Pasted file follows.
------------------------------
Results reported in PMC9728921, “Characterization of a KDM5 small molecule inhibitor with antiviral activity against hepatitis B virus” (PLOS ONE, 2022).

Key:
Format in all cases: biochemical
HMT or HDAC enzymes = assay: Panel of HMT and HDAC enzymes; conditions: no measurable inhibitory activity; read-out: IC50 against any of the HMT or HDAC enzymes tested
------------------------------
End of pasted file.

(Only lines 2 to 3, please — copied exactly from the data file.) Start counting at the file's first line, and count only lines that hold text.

Key:
Format in all cases: biochemical